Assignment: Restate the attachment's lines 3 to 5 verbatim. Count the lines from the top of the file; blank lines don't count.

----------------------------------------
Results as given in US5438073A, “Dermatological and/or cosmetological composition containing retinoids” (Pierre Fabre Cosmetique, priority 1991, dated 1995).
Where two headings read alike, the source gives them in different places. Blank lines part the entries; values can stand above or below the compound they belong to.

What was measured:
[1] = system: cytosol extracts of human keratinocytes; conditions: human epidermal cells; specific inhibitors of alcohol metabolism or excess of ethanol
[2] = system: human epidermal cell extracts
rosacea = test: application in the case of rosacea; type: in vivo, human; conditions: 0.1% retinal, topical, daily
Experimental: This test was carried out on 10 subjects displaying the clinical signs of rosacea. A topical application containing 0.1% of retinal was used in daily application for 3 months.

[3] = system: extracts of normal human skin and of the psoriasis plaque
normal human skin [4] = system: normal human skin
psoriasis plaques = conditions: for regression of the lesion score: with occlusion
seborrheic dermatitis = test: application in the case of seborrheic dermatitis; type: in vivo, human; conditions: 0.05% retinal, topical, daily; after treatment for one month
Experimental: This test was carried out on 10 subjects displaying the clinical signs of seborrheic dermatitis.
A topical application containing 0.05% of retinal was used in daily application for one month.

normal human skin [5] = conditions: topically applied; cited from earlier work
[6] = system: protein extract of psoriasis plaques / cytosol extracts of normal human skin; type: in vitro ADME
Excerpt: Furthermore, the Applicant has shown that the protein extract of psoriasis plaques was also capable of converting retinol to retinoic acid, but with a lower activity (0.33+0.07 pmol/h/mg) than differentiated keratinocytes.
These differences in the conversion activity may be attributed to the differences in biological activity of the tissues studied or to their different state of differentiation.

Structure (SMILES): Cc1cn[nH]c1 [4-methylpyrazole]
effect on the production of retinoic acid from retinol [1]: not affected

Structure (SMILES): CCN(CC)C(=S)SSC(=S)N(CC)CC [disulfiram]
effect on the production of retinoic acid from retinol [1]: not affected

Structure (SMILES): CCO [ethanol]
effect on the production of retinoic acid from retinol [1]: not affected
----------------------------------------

What was measured:
[1] = system: cytosol extracts of human keratinocytes; conditions: human epidermal cells; specific inhibitors of alcohol metabolism or excess of ethanol
[2] = system: human epidermal cell extracts